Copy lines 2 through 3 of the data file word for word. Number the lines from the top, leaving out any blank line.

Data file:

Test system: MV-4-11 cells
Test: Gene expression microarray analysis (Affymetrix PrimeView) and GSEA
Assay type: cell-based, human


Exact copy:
Test: Gene expression microarray analysis (Affymetrix PrimeView) and GSEA
Assay type: cell-based, human